It's one of the most memorable training scenes in all of Star Wars: aboard the Millenium Falcon, the newly fugitive Luke Skywalker wears a vision-blocking helmet to spar with a small zapping droid, under the watchful eye of Obi-Wan Kenobi. Fans saw a similar picture in last night's episode of Ahsoka, this time with Sabine Wren as frustrated rookie and Ahsoka Tano as mentor. And for the first time in Star Wars history, Ahsoka drops the name of this blind-fighting technique: Zatochi.
Much as the visuals of this sequence stirred some memories for longtime Star Wars fans, the name drop appealed to a different fanbase: Japanese cinema. But just what is Zatochi's connection to Japan's longest-running film series? To answer that question, we're going to have to go back a long, long time ago... though maybe not as far as the days of Star Wars.
In 1948, Japanese novelist Kan Shimozawa authored the short story Zatoichi Monogatari, which introduced a character as pervasive to Japanese culture as James Bond is to the British. Zatoichi is a swordsman that fights in the 1830s, called the late Edo period in Japan. He is an unsuspecting character, and mighty and nigh-undefeatable warrior... and he is blind.
Filmmaker and actor Shintaro Katsu brought the character to cinema-going audiences in 1962, with the release of The Tale of Zatoichi, which Katsu also starred in. The character and movies were a massive hit; between 1962 and 1989, an impressive 26 films were produced starring the blind swordsman. To date, this makes the Zatoichi films the longest running franchise in Japanese cinematic history.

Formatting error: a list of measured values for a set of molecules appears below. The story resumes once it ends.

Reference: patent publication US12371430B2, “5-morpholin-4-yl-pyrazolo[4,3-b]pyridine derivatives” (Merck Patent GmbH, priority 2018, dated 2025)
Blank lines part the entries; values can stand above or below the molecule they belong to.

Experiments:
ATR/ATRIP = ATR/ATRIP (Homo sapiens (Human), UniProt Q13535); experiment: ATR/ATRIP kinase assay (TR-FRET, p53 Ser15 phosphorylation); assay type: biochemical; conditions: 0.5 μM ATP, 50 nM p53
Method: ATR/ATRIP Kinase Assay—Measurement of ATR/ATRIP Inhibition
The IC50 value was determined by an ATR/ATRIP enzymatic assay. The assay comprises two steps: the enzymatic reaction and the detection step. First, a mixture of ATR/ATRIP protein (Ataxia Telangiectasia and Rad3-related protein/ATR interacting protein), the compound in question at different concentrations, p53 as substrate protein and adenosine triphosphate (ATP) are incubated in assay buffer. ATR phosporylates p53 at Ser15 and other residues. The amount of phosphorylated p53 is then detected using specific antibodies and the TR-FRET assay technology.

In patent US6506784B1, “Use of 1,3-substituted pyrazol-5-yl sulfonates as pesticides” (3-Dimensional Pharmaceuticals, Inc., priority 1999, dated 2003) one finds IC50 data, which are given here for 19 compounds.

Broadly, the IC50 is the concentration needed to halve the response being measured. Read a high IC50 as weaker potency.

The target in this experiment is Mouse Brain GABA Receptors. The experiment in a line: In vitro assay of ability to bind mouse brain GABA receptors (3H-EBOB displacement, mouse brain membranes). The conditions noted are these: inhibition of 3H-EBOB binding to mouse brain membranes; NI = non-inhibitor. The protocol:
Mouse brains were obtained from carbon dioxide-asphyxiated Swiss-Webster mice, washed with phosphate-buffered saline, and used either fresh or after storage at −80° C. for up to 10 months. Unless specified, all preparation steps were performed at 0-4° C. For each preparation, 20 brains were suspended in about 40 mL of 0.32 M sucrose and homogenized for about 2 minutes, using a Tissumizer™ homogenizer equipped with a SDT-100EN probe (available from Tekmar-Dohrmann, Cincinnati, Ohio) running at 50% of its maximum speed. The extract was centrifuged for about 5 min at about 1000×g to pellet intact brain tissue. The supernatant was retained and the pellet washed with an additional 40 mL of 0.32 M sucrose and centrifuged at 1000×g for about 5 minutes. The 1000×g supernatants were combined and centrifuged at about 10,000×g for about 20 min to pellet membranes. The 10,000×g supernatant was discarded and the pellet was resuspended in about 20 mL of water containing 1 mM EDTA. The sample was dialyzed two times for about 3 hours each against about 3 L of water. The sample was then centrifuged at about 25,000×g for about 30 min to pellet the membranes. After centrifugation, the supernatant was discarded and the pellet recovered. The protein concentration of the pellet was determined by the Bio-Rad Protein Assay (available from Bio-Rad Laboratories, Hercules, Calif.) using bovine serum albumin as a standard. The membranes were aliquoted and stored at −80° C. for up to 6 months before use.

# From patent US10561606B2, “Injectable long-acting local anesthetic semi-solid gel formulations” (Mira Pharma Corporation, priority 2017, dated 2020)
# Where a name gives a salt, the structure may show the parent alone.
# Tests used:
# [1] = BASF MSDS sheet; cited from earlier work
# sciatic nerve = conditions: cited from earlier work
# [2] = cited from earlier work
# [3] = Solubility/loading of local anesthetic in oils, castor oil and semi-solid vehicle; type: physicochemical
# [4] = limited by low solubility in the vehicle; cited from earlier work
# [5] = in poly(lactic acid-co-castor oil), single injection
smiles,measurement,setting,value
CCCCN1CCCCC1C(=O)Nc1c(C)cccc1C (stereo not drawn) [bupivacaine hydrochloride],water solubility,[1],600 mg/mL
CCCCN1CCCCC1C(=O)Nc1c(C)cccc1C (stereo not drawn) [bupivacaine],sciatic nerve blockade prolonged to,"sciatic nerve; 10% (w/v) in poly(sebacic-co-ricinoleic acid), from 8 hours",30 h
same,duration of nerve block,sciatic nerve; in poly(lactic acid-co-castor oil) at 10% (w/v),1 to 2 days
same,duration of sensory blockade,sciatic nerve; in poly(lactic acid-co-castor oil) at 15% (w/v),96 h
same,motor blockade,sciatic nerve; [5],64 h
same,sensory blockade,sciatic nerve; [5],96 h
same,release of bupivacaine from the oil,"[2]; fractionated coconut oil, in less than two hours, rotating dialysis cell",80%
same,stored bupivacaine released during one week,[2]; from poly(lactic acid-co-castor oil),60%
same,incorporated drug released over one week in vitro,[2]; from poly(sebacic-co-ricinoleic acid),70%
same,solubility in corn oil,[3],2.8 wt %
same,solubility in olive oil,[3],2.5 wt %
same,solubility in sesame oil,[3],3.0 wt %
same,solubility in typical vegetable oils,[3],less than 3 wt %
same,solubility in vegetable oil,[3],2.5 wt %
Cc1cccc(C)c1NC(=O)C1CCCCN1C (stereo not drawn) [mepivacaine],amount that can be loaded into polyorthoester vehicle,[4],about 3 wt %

In the middle of that history, on the other side of the world, a young filmmaker named George Lucas was crafting a new universe, and Japanese cinema would influence his work heavily. In 2001, Lucas would call Akira Kurosawa's The Hidden Fortress as a direct inspiration for the narrative of the first Star Wars movie, just one example of Lucas's frequent and forthcoming credits to Japanese cinema.
In fact, one Zatoichi scholar even claims that the blind swordsman's speed at drawing a weapon would influence the build of Lucas's lightsabers. Though we couldn't find that quote, the most recent episode of Ahsoka proves that someone in the Star Wars writers room, if not Lucas himself, is a fan of the longrunning film series.
Why they took out the first 'i' in naming the Jedi technique is anyone's guess. Maybe for copyright/trademarking?
One of the biggest mysteries of Ahsoka so far is the identity of the Inquistor working with Baylan Skoll and Shin Hati. Read more about him on Popverse.